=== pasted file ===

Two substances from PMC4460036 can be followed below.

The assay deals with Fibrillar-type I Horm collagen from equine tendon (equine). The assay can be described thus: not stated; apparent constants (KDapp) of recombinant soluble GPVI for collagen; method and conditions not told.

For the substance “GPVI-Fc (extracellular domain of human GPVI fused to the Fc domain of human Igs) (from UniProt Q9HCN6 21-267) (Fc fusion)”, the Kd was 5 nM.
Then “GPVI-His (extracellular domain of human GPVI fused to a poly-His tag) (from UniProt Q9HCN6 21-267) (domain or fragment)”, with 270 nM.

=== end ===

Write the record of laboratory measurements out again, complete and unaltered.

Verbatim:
Two substances from PMC4460036 can be followed below.

The assay deals with Fibrillar-type I Horm collagen from equine tendon (equine). The assay can be described thus: not stated; apparent constants (KDapp) of recombinant soluble GPVI for collagen; method and conditions not told.

For the substance “GPVI-Fc (extracellular domain of human GPVI fused to the Fc domain of human Igs) (from UniProt Q9HCN6 21-267) (Fc fusion)”, the Kd was 5 nM.
Then “GPVI-His (extracellular domain of human GPVI fused to a poly-His tag) (from UniProt Q9HCN6 21-267) (domain or fragment)”, with 270 nM.